Thursday, October 16, 2008

Hubbardston Nonesuch (or Nonsuch) *

Don't you love that name! A real crotchety English apple name. A name for a Hobbit. It says, This apple has been around for a while and if ye don't like them apples then who asked ye?

Modern apples have names invented by marketing departments, like Gingergold and Zestar and Honeycrisp. Old apples have names that sound like a Morris dance tune or a craft beer. Hey ho, lad, get me some a that Auld Whistlin' Pete's Pegleg Stout Pearmain.

Hubbardston Nonesuch is an old apple named for the Massachusetts town (are those apples on the Town Seal?) where it was found in the early 19th century. I got this one at Gould Hill. It's on the large side, firm, classically shaped with some ribbing. The blush predominates and runs from orange-red to red over yellow-green. It is attractively freckled with light lenticels, and there is a little bit of russet.

The flesh is a creamy yellow-white, medium-grained and tender crisp. The flavor is almost nutty. It's mild and well balanced, with just a little acidity and hints of something complex and heftier, like chestnuts or peanuts or roasted grain.

For all of its size and firmness, H. Nonesuch has a lightness borne of its mildness, delicacy, and texture. The Nashoba Winery, which grows this apple, says other names are "American Blush, American Nonpareil, Farmer's Profit, Hubbardston's Pippin, Old Town Pippin, Orleans, Van Fleet, and John May." Whew! Also known simply as Hubbardston (or as Nonesuch).

6 comments:

  1. Oh yum, that sounds like a really tasty apple!

    And yes, definitely a Hobbit name, Hubbardston Nonesuch of The Marish.

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  2. How does an apple taste like *almost* something?

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  3. "Almost" a reply: I experience taste as a continuous range, so it is possible for one flavor to be very close to another without actually being the other. I've never thought of flavor in other terms, but I can see how one could do so.

    In the case of nuttiness (as a flavor, not a lifestyle): One taste that I think of as almost nutty is malty or maltiness. Malt is proximate to, but distinct from, nutty.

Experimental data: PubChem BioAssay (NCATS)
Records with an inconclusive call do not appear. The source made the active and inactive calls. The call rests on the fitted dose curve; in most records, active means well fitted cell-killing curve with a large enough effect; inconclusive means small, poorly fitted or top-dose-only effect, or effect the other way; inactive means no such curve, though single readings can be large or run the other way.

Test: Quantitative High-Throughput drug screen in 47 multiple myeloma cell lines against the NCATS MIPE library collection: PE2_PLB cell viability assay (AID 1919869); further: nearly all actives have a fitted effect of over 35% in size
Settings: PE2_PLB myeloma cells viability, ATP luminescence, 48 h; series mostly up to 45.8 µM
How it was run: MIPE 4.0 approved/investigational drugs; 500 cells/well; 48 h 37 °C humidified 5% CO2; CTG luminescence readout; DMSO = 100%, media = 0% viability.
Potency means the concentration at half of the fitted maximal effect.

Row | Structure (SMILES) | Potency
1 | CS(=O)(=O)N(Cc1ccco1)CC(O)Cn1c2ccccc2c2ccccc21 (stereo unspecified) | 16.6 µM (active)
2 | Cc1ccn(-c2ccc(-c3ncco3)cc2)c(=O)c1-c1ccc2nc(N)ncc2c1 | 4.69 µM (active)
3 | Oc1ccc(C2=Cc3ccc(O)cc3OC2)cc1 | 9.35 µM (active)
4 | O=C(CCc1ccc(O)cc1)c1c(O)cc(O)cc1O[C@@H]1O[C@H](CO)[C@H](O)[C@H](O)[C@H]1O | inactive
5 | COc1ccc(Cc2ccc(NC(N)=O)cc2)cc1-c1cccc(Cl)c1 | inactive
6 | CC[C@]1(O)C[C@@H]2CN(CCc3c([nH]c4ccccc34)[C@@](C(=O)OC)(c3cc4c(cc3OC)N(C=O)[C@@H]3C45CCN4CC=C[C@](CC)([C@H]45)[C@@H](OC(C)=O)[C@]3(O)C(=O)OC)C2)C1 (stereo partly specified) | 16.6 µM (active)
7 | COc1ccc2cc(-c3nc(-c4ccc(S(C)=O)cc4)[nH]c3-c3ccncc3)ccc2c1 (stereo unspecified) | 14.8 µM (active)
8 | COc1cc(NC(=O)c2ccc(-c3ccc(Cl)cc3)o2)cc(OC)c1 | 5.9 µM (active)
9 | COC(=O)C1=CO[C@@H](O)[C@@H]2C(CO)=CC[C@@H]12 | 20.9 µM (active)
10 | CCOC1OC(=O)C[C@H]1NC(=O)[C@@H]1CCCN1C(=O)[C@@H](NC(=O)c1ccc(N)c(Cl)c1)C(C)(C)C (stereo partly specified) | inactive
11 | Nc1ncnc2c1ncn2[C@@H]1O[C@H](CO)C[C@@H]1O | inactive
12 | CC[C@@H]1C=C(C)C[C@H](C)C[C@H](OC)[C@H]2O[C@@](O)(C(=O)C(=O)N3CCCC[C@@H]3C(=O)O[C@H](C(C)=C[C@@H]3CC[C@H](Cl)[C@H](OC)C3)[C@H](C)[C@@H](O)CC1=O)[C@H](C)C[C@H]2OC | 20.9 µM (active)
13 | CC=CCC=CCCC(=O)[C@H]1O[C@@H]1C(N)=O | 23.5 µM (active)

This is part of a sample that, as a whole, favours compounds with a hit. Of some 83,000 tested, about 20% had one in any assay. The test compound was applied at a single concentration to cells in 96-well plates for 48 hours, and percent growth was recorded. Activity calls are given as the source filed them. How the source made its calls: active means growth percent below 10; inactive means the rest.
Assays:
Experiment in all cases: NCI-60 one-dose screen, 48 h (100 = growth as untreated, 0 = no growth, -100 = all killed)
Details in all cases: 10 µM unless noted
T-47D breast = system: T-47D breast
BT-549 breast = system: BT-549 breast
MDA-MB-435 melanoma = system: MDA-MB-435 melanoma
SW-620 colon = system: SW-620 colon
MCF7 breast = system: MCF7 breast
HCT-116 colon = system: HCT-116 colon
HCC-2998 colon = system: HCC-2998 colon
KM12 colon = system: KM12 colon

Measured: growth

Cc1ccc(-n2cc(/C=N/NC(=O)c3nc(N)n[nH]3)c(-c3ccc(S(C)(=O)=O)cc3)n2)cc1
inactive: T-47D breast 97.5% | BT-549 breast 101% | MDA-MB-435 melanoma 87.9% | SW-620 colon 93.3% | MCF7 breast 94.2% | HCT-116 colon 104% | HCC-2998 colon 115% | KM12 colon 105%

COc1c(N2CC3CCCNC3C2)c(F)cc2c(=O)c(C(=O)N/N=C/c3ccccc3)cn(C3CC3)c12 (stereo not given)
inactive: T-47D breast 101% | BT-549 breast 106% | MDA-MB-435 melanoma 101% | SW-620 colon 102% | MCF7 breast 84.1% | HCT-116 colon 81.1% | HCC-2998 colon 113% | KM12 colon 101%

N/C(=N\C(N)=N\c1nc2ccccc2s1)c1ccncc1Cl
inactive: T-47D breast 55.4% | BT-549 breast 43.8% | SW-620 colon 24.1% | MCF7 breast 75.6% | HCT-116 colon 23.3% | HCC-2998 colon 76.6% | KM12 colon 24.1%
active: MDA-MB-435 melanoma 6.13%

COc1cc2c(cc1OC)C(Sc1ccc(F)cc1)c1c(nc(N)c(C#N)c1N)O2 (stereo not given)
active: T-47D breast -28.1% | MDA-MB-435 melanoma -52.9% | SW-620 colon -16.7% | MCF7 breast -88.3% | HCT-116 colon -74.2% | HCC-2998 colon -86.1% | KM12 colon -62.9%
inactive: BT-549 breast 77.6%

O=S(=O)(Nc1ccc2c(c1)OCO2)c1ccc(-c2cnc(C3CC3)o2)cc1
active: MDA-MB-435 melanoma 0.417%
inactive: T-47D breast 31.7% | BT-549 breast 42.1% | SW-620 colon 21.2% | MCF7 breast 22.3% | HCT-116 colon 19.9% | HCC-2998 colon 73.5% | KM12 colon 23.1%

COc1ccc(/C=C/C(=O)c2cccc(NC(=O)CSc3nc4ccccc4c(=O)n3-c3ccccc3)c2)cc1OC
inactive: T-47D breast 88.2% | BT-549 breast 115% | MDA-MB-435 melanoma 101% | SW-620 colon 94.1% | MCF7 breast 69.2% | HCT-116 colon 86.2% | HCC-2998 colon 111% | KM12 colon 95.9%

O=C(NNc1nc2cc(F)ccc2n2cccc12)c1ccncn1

There are other regions of taste that are similarly contiguous with nuttiness, but that do not correspond to something as readily identifiable as malt. It was one of these flavors that I found in Nonesuch: though not nutty, close, and lacking any better reference.

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  4. Aldehydes — Aldehydes are a varied group of flavor compounds that are similar to both acids and alcohols and therefore react easily with both. Aldehydes can be floral, fruity, grassy, nutty, toasted, coffee-like, or chocolaty. One of the most commonly used aldehydes is vanillin, the flavor of vanilla. Some, like ethyl cinnamaldehyde in cinnamon, or methyl salicylate (oil of wintergreen), are so pungent they tend to dominate other flavors in a plant.
    Esters — Esters are a combination of two molecules — an alcohol and an acid. Acids give vegetables and fruits tartness, and they are part of the fatty acid structure of vegetable oils. Alcohols are mostly by-products of cell metabolism in plants. Fruits in particular contain enzymes that cause acids and alcohols to combine to form aromatic esters. Apple flavor is a combination of seven esters. But banana contains just a few strong-smelling esters. (That is why apples are better! More diversity to keep us from boredem!)

    From : "The Science of good food"
    Text copyright 2008: David Joachim and Andrew Schloss

    Published by Robert Rose Inc. 2008

    This book goes along with their flavor wheel concept. Check this website if you are interested in this.

    http://www.tablematters.com/index.php/plate/gf/gfflavo